Mitsubishi about-faces on European departure - but no decision on Ireland
Renault-based Mitsubishis on sale from 2023, but not yet planned for Ireland
A spokesperson for Mitsubishi Ireland said: “They’re not talking about right-hand drive markets for the moment, so as far as we’re concerned there’s no change.”
Mitsubishi has completed a volte-face (and the use of French is appropriate) on its departure from European sales with an announcement that the Japanese brand will sell a new range of models, based on Renault chassis and mechanical packages, from 2023.
This, however, likely doesn’t preview a return to the Irish market. At least not yet. A spokesperson for Mitsubishi Ireland confirmed to The Irish Times that: “They’re not talking about right-hand drive markets for the moment, so as far as we’re concerned there’s no change.”
As well as new models based heavily on Renault technology, Mitsubishi has confirmed that it will also sell the current Eclipse Cross SUV in Europe, fitted with plugin-hybrid technology. That car is, of course, already engineered for right-hand drive, so if a business case can be built, then our pre-Christmas farewells to Mitsubishi as a brand may have been premature.
Given that the Eclipse Cross is similar in size to the current Renault Kadjar, it seems unlikely that Mitsubishi will copy Renault’s big-selling crossover. Instead, it’s more likely to sell a Mitsubishi-ised version of both the Captur and the Clio - given that such compact models are the best-selling vehicles in the European market right now.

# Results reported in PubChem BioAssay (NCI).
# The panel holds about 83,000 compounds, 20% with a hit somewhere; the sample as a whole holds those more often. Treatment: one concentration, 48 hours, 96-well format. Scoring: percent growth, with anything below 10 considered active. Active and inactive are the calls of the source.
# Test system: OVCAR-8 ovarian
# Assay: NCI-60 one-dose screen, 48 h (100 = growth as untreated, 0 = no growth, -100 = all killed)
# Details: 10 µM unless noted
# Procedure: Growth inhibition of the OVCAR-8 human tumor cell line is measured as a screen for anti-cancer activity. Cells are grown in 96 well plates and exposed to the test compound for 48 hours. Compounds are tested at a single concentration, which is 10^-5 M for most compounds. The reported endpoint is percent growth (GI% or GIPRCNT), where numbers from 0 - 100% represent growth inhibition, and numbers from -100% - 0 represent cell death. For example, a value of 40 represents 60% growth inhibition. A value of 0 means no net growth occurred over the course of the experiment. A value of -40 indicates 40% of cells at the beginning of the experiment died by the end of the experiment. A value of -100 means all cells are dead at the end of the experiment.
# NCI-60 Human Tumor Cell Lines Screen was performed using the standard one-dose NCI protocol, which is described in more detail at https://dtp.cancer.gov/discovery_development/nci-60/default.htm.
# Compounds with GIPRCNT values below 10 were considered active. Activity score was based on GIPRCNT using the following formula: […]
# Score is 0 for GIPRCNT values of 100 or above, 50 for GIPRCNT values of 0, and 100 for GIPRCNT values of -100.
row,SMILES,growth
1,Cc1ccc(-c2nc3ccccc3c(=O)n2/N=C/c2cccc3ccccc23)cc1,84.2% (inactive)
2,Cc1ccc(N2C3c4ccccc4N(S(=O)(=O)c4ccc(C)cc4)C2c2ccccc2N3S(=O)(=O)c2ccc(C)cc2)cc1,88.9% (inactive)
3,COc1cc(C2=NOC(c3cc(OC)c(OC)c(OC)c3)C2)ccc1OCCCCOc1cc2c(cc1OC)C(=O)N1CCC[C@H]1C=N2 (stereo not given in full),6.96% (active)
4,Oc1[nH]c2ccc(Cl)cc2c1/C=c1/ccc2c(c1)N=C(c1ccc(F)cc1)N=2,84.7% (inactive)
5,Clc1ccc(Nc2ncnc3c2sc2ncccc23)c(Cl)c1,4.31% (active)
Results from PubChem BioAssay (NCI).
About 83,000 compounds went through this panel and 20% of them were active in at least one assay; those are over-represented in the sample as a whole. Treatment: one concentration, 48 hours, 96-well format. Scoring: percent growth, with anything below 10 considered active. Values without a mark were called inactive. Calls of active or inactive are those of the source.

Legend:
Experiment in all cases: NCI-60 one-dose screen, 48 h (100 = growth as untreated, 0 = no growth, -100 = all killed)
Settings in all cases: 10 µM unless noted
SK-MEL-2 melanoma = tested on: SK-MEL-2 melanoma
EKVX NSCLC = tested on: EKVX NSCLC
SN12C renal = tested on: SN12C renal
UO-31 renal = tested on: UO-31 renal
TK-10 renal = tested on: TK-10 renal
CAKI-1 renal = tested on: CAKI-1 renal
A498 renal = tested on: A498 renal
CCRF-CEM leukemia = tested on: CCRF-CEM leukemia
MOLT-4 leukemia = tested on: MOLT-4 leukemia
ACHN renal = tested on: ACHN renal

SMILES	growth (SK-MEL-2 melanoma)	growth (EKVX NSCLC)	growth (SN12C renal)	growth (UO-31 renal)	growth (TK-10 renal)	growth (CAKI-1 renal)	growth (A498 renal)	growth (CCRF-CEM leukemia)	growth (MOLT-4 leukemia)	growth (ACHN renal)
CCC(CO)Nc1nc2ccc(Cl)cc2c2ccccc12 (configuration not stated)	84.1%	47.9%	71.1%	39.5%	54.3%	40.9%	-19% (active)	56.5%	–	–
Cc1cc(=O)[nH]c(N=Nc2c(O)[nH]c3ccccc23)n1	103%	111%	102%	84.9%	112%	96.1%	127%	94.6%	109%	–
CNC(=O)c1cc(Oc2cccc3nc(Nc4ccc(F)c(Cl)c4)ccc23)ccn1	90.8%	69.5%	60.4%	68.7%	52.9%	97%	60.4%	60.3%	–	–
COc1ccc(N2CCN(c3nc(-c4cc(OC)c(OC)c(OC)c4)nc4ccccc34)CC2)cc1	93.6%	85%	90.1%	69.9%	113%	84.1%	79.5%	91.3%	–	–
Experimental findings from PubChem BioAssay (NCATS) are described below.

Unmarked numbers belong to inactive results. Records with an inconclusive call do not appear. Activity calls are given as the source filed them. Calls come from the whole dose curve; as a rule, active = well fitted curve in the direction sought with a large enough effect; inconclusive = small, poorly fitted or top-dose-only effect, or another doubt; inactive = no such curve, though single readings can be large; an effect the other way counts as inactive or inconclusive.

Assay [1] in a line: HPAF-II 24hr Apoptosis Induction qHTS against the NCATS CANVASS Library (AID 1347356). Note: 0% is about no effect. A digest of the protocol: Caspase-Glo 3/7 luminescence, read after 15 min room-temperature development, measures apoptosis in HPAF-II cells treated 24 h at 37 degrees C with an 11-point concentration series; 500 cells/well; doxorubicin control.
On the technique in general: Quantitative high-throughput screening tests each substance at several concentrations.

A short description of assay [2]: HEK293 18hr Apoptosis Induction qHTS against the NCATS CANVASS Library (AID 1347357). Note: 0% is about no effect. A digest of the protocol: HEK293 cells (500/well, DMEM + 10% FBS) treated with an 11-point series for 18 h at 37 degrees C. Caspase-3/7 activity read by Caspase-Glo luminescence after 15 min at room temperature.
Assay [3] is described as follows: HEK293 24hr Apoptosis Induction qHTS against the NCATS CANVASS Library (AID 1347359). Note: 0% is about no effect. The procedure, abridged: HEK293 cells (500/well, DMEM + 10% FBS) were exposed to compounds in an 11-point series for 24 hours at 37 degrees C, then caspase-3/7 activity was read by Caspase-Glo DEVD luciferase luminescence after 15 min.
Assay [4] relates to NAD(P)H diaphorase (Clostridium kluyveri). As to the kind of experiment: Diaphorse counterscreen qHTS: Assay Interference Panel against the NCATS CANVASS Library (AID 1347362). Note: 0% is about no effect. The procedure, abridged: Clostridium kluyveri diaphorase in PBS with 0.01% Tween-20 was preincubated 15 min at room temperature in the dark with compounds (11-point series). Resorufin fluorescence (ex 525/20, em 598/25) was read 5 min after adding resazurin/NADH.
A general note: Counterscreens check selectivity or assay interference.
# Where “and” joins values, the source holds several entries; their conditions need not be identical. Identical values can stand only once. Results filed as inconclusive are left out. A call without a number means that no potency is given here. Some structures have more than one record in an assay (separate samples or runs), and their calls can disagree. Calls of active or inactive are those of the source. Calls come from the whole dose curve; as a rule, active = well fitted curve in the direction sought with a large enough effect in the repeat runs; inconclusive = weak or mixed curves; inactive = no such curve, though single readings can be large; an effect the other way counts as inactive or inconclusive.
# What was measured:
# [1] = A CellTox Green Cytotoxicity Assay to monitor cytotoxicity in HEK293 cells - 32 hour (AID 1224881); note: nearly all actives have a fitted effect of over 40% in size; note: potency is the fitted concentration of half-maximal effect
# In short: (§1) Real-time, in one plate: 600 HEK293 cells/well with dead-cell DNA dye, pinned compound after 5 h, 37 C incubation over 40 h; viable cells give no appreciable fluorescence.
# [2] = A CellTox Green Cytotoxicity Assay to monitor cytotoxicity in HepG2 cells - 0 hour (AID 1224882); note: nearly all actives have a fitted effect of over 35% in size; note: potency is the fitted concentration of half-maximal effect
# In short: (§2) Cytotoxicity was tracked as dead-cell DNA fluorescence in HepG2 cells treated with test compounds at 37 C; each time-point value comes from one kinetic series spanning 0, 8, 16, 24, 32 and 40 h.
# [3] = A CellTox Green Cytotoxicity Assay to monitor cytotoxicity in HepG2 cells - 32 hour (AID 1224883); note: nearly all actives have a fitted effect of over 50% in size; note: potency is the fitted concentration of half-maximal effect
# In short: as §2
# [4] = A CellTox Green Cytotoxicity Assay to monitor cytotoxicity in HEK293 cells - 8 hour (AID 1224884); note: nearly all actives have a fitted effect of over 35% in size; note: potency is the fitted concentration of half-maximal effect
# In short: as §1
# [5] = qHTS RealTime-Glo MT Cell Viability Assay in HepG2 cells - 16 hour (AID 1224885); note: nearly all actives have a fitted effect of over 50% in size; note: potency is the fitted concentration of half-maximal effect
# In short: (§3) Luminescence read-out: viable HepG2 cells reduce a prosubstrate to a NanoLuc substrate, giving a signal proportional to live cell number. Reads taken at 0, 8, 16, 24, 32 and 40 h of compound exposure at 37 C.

It also seems likely that there will be no major differences between the Renault and Mitsubishi versions of each car, and indeed there may not even be much of a change in styling. The official press release speaks of “differentiations that reflect the Mitsubishi brand’s DNA” but it could be that Mitsubishi is eyeing up Suzuki’s use of rebadged Toyota RAV4 and Corolla models, where the difference between the two really is just a change of badge. Sadly, it seems unlikely that Europe will get the striking new Outlander plugin-hybrid SUV, in spite of it being due for an imminent launch.
According to Takao Kato, chief executive of Mitsubishi Motors: “Mitsubishi Motors has been implementing structural reforms in Europe and our decision to freeze new car development for the European Market, announced in July 2020 in our mid-term business plans, remains. However, the OEM supply agreement will provide us with a solution to offer new products developed and manufactured in Europe - alongside our ongoing after sales business.”
Luca de Meo, Renault’s hard-charging new chief executive, said: “This is what the Alliance is meant for and we are very happy, at Groupe Renault, to contribute to this new step in its history of cooperation.”